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September 9, 2022

Opening of XL Center sports betting venue delayed to spring

Michael Puffer | Hartford Business Journal Michael Freimuth, executive director of the Capital Region Development Authority (right) points to supports for a temporary enclosure for a new sports bar and betting lounge at the XL Center Wednesday, as he showed the site to leaders from the Connecticut Lottery Corp., including (left) CLC President and CEO Gregory Smith.

A sports bar and betting lounge under construction on the western side of the XL Center in downtown Hartford won’t open this fall as originally hoped.

A $15 million package of upgrades for the XL, including the lounge, has hit delays, partially due to supply chain issues spilling out of the COVID-19 pandemic. That means the sports betting lounge won’t debut for the 2022 NFL season, which kicked off Thursday night.

“And the XL is loaded with surprises that pop out once you touch something,” said Michael Freimuth, executive director of the Capital Region Development Authority.

The authority, which runs the sports and entertainment arena, had built in a large budget contingency due to known problems in the construction industry, Freimuth said. So, the project isn’t over budget, he said, but completion of the sports betting venue is now anticipated to carry into spring.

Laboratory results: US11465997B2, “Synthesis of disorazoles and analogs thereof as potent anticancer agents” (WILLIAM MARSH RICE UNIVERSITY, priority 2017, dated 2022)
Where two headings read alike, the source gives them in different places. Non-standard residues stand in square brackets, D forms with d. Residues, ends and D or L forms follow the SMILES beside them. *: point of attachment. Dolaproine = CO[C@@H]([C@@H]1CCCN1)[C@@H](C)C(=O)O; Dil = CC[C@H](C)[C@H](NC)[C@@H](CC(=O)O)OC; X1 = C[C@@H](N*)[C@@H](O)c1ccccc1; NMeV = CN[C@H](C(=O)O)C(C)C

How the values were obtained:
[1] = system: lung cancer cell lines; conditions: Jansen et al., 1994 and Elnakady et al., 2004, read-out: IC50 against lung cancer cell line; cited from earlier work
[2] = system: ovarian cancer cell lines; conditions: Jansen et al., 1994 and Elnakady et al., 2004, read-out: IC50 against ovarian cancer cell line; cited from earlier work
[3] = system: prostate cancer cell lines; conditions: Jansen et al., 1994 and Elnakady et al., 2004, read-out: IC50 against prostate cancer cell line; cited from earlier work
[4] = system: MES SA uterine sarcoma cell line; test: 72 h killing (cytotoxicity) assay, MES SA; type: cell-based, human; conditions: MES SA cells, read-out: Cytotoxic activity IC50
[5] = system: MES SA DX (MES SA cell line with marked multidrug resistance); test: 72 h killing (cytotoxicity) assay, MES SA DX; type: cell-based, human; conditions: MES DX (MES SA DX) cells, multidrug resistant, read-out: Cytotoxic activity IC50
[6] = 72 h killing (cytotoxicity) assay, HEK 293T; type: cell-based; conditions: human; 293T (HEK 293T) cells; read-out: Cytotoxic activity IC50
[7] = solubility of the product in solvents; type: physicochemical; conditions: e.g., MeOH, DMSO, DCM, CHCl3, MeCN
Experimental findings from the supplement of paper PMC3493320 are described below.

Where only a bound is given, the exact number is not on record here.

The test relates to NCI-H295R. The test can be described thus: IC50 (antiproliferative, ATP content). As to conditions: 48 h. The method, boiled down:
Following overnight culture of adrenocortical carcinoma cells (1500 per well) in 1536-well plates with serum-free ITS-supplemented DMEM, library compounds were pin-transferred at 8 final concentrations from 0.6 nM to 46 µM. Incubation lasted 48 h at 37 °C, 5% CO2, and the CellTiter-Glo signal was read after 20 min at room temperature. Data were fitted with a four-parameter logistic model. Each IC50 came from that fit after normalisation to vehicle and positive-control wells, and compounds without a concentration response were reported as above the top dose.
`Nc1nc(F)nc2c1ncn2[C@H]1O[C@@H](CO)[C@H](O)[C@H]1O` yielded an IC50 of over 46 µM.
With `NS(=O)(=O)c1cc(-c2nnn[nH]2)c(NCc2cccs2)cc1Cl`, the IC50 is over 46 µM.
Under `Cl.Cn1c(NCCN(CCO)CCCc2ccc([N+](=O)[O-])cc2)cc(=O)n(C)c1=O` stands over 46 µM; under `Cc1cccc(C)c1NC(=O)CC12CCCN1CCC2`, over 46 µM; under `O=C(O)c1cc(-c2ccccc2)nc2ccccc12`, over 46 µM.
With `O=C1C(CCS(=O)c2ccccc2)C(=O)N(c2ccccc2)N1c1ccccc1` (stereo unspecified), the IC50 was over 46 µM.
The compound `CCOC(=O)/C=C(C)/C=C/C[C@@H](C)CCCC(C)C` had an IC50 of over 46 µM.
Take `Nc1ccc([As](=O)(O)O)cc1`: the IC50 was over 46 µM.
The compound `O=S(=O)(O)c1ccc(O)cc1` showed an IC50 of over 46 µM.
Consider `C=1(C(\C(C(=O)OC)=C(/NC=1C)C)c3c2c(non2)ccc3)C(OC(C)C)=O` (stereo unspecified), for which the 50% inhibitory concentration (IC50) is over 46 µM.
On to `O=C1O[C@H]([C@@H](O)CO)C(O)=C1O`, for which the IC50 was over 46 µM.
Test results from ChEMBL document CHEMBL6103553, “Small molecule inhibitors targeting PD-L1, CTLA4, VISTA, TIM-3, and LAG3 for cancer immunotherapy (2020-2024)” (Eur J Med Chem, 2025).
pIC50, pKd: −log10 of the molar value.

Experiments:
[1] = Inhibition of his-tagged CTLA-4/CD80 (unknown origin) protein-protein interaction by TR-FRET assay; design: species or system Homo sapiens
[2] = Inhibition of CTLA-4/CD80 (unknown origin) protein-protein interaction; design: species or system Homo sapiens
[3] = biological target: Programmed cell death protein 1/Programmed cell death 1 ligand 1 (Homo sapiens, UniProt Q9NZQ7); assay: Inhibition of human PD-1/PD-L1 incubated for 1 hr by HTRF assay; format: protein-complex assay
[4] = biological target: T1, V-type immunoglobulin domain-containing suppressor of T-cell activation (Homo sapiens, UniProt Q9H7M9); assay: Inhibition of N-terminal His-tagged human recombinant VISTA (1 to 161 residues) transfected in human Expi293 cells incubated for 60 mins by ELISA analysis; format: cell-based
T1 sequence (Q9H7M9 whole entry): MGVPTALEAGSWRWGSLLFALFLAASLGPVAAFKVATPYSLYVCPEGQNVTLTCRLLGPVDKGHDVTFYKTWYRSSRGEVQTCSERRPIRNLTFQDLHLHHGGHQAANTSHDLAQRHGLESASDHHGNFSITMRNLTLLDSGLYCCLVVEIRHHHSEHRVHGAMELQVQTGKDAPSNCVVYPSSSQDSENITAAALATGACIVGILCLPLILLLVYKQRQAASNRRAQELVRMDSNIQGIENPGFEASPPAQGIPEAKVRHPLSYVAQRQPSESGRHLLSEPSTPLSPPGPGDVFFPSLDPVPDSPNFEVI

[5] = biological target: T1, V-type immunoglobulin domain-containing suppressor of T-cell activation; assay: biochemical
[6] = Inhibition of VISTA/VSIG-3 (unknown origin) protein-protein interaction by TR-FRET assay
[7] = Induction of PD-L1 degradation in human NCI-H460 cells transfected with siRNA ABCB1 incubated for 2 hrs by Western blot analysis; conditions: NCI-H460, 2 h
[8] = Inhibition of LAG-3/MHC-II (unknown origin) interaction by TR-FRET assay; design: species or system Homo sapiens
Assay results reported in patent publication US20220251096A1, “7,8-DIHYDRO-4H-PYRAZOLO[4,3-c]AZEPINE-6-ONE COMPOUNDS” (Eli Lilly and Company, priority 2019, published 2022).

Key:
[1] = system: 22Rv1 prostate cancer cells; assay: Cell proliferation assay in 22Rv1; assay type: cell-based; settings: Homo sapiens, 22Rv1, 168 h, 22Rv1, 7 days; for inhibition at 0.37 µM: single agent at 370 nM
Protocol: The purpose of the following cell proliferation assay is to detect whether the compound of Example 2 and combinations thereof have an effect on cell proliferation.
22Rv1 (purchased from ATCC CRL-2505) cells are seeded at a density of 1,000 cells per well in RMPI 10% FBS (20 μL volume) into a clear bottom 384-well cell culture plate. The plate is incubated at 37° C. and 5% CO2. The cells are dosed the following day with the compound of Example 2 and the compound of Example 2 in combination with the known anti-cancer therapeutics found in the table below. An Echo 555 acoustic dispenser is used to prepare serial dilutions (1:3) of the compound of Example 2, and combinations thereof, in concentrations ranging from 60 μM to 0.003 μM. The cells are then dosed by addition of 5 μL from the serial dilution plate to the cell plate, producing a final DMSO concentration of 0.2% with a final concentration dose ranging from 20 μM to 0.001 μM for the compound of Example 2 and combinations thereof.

A new rendering of the sportsbook planned at the XL Center. It would be located off Ann Uccello Street.

The CRDA never envisioned the sports bar and betting lounge to be a big moneymaker, but rather serve as a complement to existing services and a draw that brings more people downtown.

The sports bar/lounge is part of a broader package of XL Center improvements under a contract with Providence-based Dimeo Construction. This also includes upgrades to loading ramps, the western concourse, additional restrooms, commercial kitchen upgrades and improvements to other systems.

The new sports lounge will include a wall of glass overlooking Ann Uccello Street. Delivery of that glass has been delayed, forcing CRDA to have a temporary plywood enclosure built at a cost of about $200,000.

“It allows us to continue to build-out the improvements while also keeping the building tight so we can control conditions critical to making ice for hockey and sustain the atmosphere in the building,” Freimuth said.

Once the glass wall system arrives, the coated plywood cover and related supports will be removed and replaced, Freimuth said. 

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